Next to the crisp British-influenced accents of Courtland, American accents often sound downright laughable. Then again, when I’m talking fast or a little drunk, people tease me about my own Courtland accent being incomprehensible.
Here, tonight, I will be surrounded by those accents once more. I will be normal, not the sore thumb I was in the States.
, I think, feeling a little awed.
I raise my foot, kicking out of my glittering, strappy gold Michael Kors heel so that I can free the trailing hem of my red lace Tadashi Shoji gown. I’ve really gone all out tonight, piling my long ash blonde hair high on my head, artfully applying smoky-eye makeup to make my sky gray eyes pop, matching the color of my dress to my lipstick.
There is no question, I am trying to
“Give me your arm,” I say once I’m detangled. Charles tosses back the too-long blonde hair that lies across his forehead and eagerly steps closer to me, offering the crook of his elbow.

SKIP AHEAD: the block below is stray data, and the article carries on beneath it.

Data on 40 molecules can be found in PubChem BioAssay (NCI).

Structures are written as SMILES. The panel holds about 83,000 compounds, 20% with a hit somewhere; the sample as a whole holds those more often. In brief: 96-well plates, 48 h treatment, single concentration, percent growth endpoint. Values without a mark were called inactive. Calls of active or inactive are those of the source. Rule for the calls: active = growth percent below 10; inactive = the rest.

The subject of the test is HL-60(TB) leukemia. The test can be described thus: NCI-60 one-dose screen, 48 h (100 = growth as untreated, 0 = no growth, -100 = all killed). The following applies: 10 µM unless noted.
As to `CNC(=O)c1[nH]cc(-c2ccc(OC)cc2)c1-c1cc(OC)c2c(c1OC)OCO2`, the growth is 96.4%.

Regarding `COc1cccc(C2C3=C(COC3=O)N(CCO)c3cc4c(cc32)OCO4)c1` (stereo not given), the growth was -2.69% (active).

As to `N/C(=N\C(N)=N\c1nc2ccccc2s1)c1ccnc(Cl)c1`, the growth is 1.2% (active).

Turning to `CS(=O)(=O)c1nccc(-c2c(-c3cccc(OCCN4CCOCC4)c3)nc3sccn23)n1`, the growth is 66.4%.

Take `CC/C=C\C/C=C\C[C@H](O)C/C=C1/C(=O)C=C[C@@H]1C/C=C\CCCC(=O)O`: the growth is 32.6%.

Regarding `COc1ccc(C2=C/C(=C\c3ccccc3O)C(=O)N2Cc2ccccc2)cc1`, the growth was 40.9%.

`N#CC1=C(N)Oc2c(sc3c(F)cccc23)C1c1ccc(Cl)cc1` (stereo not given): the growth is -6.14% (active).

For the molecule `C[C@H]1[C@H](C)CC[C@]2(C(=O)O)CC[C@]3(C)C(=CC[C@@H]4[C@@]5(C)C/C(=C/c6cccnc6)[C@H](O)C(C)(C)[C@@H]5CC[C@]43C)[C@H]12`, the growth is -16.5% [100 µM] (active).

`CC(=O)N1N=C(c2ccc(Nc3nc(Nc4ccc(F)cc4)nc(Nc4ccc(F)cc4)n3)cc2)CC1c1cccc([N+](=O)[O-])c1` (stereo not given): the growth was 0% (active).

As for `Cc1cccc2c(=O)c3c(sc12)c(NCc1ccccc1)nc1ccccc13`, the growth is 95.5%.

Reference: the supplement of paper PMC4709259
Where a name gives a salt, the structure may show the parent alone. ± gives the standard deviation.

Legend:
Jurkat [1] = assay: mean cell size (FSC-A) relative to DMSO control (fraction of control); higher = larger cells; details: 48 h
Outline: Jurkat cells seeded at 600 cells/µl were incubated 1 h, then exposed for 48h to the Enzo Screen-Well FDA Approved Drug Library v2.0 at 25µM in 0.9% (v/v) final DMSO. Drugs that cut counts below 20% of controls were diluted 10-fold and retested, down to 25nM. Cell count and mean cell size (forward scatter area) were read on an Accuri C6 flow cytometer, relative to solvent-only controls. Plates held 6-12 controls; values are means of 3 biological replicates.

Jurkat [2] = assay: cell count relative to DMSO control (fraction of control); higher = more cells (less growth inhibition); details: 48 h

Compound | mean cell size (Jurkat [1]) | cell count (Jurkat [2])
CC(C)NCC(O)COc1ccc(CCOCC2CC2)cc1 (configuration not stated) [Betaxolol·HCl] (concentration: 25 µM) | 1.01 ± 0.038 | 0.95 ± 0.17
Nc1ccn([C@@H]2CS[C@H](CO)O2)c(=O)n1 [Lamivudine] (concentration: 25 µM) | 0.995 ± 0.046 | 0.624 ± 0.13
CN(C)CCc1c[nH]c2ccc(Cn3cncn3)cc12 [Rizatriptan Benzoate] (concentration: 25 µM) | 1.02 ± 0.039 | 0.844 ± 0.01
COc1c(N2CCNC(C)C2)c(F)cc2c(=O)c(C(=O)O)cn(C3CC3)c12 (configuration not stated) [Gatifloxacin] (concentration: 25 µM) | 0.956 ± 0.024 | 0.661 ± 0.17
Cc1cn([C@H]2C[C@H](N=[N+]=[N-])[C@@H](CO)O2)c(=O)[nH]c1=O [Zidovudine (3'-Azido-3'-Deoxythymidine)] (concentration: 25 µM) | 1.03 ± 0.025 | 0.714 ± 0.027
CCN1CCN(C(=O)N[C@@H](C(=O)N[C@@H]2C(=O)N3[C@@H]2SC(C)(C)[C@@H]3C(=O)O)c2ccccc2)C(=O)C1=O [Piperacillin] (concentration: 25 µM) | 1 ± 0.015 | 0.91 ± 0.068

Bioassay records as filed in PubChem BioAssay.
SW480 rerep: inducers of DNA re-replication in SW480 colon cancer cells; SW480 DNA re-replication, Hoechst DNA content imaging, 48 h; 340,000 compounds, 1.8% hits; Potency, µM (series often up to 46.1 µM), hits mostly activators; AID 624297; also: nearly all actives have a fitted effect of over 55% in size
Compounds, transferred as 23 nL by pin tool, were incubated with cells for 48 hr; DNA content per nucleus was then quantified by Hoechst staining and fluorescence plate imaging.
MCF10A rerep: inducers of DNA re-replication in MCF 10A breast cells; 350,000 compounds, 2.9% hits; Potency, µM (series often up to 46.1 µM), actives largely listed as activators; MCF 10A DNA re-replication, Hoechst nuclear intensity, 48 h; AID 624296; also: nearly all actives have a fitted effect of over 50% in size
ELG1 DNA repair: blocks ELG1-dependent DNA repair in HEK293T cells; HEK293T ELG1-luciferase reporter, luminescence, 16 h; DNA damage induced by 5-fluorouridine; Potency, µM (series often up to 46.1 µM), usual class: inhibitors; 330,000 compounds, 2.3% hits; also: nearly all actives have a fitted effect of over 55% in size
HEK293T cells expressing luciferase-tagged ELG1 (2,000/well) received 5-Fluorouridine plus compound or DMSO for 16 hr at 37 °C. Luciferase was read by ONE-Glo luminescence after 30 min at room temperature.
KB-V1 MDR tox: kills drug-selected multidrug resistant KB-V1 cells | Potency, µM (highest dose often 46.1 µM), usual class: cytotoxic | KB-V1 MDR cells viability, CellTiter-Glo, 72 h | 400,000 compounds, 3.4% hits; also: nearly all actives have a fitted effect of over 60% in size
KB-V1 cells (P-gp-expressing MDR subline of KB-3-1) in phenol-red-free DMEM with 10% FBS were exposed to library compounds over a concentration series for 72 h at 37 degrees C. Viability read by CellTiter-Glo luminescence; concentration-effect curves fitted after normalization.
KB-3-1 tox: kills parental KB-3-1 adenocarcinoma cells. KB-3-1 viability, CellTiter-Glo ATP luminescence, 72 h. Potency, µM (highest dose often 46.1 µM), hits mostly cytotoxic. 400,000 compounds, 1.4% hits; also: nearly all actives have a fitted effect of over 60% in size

I gather up the hem of my dress and we leave the relative safety of our car behind, Charles handing the keys to a palace valet. We hurry up the sweeping white marble stairs to the awe-inspiring set of carved golden doors, etched with the faces of regents who have gone before us. The doors are easily twenty feet wide and half as high, built not just for beauty but for strength against invasion in battles long-past.
Four liveried doormen bow and pull the doors open before us and we step into the antechamber. It’s just as I remembered, shining marble and gold, two stories high with twin staircases curving up each side.